New evidence points to how and when our solar system got water
Scientists find that water from asteroids known as carbonaceous chondrites migrated into the inner solar system earlier than previously thought. Gravity from a young Jupiter helped.
R. Hurt (SSC-Caltech)/J. Emerson/Cambridge Astronomical Survey Unit/VISTA/JPL-Caltech/ESO/NASA
Water sculpted the surface of Mars, covers 70 percent of Earth's surface, and – most likely as steam – cooked the surface of a young Venus. But questions remain about where the water came from and how early it became a fixture in the inner solar system.
New measurements indicate that water started to migrate into the inner solar system about 8 to 10 million years after the solar system began to form some 4.6 billion years ago. This arrival time for water is earlier than previously thought.
At the time, Earth would have been about half its current size. Gravity from a young Jupiter would have encouraged water-enriched asteroids known as carbonaceous chondrites to migrate into the inner solar system, where budding inner planets could accrete them.
Carbonaceous chondrites are comprised of 22 percent water, bound up in minerals, and carry organic compounds as well. Their composition is thought to be a close match to the makeup of the primordial cloud of dust and gas from which the sun and planets emerged.
“No one really knew when these asteroids brought water. Now we're putting a time stamp on it,” says Adam Sarafian, a PhD student in geophysics with the MIT/Woods Hole Oceanographic Institution Joint Program in Massachusetts, and the lead author of a paper describing the measurements in today's issue of the journal Science.
At the time, Earth would have been about half of its current size, he continues. Over time, volcanism would have released the mineral-trapped water as vapor. The vapor was available to condense and accumulate as the planet cooled and the atmosphere grew thick enough to allow liquid water to remain stable on the surface.
To unravel the mystery of water's arrival, however, Mr. Sarafian and colleagues from Woods Hole, the American Museum of Natural History in New York, the University of Bristol in Britain, and the University of New Mexico in Albuquerque had to rely on out-of-this-world rocks.
Evidence in rocks on Earth for events that old have long since been erased by a continuous rock recycling process known as plate tectonics. Old crust is driven back deep into the Earth, propelled by fresh magma rising up through ridges in the sea floor elsewhere to form new crust. Volcanoes, such as the erupting Kilauea in Hawaii, also refresh Earth's surface.
The composition of carbonaceous chondrites has been gleaned through the study of meteorites that are chips off carbonaceous-chondrite asteroids. In particular, the hydrogen molecules associated with water locked up in minerals have a distinct ratio of deuterium to hydrogen. Deuterium is a stable isotope in which a neutron has been added to the electron and proton that make up a typical hydrogen atom.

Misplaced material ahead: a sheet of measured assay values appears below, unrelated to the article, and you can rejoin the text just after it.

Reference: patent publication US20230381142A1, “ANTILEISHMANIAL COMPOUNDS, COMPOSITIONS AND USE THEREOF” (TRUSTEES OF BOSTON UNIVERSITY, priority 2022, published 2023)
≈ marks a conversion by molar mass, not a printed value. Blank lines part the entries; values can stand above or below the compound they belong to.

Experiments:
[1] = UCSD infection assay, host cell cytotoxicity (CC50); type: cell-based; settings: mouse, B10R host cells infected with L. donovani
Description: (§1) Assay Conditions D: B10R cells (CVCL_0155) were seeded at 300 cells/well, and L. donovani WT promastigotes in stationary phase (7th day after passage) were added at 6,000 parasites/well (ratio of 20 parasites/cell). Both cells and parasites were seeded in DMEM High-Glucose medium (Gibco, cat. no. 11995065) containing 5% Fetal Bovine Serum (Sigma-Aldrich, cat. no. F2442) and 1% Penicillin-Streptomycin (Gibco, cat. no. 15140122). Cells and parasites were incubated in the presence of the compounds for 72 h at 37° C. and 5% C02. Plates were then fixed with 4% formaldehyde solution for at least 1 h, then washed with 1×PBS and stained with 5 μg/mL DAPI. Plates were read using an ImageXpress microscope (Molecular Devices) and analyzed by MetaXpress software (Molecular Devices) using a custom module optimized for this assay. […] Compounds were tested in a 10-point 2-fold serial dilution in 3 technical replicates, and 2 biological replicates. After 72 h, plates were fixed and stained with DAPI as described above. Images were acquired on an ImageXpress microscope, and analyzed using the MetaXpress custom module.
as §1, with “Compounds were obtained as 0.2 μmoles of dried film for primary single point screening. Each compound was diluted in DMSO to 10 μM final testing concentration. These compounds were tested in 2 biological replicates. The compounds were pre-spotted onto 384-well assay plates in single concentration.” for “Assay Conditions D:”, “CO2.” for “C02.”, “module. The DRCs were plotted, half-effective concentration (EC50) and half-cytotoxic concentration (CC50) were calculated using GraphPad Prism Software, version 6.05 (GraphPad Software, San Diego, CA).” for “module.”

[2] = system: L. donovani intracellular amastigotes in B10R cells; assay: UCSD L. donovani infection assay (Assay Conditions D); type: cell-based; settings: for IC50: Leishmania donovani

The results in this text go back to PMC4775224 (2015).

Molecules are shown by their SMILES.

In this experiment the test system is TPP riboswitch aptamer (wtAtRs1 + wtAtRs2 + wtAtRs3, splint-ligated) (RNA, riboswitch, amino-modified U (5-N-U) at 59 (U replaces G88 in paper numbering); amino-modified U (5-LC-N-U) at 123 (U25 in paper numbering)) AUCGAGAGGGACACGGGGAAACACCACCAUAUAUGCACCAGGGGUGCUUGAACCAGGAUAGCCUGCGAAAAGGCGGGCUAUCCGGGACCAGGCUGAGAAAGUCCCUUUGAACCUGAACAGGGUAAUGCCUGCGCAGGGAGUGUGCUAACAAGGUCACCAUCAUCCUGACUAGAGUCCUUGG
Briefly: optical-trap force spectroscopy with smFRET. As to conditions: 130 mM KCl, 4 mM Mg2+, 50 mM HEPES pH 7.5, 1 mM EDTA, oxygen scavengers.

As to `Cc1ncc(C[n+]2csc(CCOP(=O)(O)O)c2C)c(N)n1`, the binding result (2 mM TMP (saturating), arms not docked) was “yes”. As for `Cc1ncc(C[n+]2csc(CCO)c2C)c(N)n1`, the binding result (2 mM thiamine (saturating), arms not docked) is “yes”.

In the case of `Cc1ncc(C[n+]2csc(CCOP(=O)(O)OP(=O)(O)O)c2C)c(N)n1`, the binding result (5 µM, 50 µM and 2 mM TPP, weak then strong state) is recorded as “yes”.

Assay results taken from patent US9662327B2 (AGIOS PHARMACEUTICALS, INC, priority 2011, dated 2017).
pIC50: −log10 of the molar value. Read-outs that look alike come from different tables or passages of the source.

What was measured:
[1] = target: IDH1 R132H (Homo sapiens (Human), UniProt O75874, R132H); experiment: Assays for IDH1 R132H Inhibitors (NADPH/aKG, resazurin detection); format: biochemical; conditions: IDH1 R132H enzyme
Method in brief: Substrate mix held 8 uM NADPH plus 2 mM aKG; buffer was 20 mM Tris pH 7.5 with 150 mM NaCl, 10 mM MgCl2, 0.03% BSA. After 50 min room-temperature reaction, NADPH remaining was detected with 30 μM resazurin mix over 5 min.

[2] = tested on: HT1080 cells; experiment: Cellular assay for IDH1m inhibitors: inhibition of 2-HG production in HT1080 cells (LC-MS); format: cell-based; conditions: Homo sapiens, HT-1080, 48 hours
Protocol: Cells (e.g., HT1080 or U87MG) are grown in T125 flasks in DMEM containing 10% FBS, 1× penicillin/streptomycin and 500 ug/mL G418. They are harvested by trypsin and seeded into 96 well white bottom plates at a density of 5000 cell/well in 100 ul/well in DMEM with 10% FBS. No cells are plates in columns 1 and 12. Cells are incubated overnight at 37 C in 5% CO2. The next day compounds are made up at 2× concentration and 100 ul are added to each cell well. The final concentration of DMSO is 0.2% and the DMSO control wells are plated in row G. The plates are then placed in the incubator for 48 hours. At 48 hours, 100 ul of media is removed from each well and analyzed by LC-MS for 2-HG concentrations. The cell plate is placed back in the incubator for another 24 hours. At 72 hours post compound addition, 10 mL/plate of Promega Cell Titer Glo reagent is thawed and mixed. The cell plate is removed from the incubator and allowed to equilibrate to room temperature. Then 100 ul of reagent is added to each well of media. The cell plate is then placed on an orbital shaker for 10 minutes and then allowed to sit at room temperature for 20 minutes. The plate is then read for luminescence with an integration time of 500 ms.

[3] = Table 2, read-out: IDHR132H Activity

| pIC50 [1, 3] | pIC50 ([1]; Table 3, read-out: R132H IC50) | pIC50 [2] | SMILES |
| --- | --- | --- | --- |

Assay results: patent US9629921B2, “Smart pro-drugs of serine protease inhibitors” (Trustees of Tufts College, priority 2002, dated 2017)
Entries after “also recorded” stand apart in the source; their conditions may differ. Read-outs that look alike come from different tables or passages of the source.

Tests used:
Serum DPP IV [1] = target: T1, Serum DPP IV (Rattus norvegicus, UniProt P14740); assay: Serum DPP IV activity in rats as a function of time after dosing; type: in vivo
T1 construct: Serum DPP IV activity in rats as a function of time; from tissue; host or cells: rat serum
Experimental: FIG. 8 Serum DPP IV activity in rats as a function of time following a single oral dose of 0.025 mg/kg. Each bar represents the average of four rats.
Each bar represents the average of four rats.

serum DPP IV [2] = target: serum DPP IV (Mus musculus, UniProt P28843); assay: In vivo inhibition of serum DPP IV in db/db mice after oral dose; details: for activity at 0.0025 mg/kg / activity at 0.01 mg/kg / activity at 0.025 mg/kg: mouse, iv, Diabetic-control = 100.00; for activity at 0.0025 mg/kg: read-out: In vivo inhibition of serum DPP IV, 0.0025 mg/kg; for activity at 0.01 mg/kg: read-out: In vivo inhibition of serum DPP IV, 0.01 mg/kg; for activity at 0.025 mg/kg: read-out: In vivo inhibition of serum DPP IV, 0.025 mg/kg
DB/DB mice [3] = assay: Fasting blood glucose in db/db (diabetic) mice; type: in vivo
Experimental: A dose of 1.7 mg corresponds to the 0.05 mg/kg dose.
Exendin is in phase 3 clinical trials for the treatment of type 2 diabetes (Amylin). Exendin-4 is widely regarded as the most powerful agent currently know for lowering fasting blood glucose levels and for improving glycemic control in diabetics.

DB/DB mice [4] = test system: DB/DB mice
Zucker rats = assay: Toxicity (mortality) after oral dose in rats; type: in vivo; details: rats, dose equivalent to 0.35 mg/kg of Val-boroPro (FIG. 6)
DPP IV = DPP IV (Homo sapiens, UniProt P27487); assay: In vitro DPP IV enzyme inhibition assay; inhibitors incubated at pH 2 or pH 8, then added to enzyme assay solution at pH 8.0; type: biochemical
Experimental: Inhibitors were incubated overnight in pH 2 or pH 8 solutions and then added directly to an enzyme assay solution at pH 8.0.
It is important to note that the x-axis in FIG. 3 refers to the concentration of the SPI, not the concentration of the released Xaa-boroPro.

Water on Earth has a similar ratio to that of the mineral-bound water in the carbonaceous chondrites. That speaks to a cosmic origin, but says nothing about timing.
The team turned to another class of meteorite known as eucrites to provide the “when.” These contain water bound up in minerals as well – in this case in phosphate-rich apatite.
Many eucrites come from the asteroid 4 Vesta, which NASA's Dawn mission orbited between July 2011 and July 2012. At 326 miles across, Vesta orbits in the main asteroid belt between Jupiter and Mars and is one of the largest asteroids in the solar system. It is widely considered a planet-wannabe with a serious case of arrested development.
Eucrites crystallized some 4.559 billion to 4.547 billion years ago, the team notes, roughly 8 million to 20 million years after the first clumps of material rich in aluminum and calcium grew out the disk of dust and gas surrounding the young sun.
Finding and measuring the ratio of deuterium to hydrogen in apatite grains was a challenge, Sarafian says. It meant hunting across the surfaces of thin slices of meteor samples less then a quarter of an inch square for the presence of phosphate. The American Museum of Natural History, the Smithsonian Institution, and NASA provided the samples.
The apatite grains were no more than about 20 microns across. Within that area, the team would sample a spot only about 10 microns across, using a device known as an ion probe.
When they measured the ratio of deuterium to hydrogen in the apatite's mineral-bound water, it matched that of the carbonaceous chondrites as well as that of water on Earth. The timing of crystallization for eucrites serves as the basis for estimating the arrival of water into the inner solar system.
The results help answer the question: When? But they don't say anything about how much water carbonaceous chondrites contributed to the inner solar system's reservoir. The team notes that water molecules also could have been clinging to dust grains in the inner solar system, grains that budding planets also would have accreted.
The next step, Sarafian says, is to answer the question: How much water did these early asteroids contribute?